Perhaps in honour of his birthday it will finally penetrate the layers of my brain that it’s ENS, not INS. *sigh*

A Tale of Two Cities – Charles Dickens via Tom Baker

I don’t do abridged. I cordially despise abridgements. Reader’s Digest Condensed versions? Abominations. But this particular abridgement is an audiobook read by Tom Baker. I will listen to a calendar read by Tom Baker. I think I would even listen to Sarah Palin’s autobiography read by Tom Baker. (Maybe.) Tom Baker is magnificent.

He’s Tom Baker.

His voice is deep and rich and pleasurable as the center of a dark chocolate truffle. When Dickens’ humor comes out in the text, Baker’s amused tone deepens it. In more dramatic moments, the passion in his voice is tangible. His characters are beautiful. Truly, I don’t think he put a foot wrong in the whole lamentably short reading.

Oh, and Dickens is pretty fantastic too. One of many reasons I curse the school system is that it made me hate Dickens for a while there. I resent that. This is a gorgeous story – and yes, I will be reading (or listening to) the unbutchered version before long.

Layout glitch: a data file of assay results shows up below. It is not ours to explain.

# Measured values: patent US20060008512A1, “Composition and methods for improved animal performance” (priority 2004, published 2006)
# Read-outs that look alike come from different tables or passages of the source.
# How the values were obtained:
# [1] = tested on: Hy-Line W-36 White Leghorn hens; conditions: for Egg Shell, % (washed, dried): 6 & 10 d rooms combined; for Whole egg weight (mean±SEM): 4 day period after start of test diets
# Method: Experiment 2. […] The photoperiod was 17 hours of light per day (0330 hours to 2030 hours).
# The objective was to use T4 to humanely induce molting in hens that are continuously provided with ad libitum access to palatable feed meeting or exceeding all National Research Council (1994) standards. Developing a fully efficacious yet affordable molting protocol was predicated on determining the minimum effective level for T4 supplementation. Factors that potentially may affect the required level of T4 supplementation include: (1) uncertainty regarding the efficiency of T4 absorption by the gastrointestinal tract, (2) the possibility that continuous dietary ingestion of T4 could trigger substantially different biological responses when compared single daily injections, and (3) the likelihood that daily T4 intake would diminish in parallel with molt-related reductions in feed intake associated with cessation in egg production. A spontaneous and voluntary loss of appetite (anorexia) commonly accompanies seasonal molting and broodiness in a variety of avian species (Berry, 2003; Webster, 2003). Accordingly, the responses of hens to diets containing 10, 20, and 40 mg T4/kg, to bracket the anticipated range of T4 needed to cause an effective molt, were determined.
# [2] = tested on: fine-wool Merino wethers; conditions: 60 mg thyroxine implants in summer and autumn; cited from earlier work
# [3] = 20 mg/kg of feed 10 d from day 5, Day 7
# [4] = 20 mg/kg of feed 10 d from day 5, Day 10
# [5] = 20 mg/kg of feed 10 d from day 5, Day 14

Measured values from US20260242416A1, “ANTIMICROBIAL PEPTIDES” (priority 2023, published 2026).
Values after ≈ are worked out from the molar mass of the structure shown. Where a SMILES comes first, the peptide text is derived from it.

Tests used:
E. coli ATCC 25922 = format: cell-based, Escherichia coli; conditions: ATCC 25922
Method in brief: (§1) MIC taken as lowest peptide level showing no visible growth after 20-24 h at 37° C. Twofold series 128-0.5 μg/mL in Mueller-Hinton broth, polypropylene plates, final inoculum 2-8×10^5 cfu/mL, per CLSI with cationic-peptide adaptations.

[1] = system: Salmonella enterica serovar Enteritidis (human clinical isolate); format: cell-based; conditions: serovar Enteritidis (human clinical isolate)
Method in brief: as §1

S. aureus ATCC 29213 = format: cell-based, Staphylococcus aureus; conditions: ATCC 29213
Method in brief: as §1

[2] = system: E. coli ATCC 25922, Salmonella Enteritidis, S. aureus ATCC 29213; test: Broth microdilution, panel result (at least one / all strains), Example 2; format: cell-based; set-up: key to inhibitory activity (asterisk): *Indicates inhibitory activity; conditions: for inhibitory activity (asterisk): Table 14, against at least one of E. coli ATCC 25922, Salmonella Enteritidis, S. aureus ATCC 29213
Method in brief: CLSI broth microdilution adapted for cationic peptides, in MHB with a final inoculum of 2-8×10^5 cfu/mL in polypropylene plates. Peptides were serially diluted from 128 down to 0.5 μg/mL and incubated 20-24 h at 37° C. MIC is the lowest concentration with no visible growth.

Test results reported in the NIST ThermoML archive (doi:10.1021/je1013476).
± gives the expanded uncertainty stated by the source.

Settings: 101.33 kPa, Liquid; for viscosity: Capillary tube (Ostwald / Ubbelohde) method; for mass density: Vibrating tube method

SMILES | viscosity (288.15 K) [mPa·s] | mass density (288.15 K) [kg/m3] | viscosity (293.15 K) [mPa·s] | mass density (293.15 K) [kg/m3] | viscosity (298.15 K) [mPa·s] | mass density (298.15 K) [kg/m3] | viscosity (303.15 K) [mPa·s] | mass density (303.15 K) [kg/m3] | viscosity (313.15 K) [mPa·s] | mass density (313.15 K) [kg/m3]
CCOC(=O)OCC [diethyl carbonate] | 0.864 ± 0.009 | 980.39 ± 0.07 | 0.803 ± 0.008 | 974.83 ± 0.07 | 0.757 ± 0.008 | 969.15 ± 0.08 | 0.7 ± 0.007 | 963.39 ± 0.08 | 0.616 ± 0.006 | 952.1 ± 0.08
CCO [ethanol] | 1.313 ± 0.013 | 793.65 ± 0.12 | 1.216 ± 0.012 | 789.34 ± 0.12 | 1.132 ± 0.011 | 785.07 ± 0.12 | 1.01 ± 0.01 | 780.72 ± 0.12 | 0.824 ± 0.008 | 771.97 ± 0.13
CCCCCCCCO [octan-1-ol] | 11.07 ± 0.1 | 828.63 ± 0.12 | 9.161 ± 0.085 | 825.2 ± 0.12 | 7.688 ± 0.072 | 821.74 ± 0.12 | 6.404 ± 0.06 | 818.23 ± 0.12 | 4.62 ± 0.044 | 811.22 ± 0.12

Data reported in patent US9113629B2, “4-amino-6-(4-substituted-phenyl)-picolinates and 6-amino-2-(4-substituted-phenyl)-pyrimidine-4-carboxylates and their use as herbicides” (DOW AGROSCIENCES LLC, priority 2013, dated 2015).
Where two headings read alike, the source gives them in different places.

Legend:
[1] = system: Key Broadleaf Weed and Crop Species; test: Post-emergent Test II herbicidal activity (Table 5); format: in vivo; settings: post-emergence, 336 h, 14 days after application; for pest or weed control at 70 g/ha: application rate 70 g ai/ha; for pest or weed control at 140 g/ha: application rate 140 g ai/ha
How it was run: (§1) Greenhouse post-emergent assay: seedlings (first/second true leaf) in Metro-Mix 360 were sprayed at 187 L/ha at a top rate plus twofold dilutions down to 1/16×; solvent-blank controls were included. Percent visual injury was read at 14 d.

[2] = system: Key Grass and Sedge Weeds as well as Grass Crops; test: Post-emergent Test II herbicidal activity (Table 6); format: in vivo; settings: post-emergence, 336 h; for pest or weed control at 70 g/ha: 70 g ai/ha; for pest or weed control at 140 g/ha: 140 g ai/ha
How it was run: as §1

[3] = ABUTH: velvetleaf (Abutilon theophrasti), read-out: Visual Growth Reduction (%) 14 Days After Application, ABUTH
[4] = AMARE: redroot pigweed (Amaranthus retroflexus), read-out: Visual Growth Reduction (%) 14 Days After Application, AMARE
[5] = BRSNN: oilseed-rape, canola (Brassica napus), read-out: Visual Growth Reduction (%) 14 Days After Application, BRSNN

As I’ve said so often this year about so many books, I read A Tale of Two Cities a very long time ago, and had forgotten quite a bit. As these things go, I think this audiobook – from Audible – was a very good abridgement. Quite a lot of dialogue and a fair amount of character development was retained (though not the revelations about Madame DeFarge’s knitting); I wouldn’t want to sit listening to this with the book in hand, but whatever reason there was to cut the book down, at least they did it rather well. But I’d pay good money (if I had it) to hear the whole 400-500 page novel read by Tom Baker.

Or, you know, the phone book.

Jacob T. Marley – R. William Bennett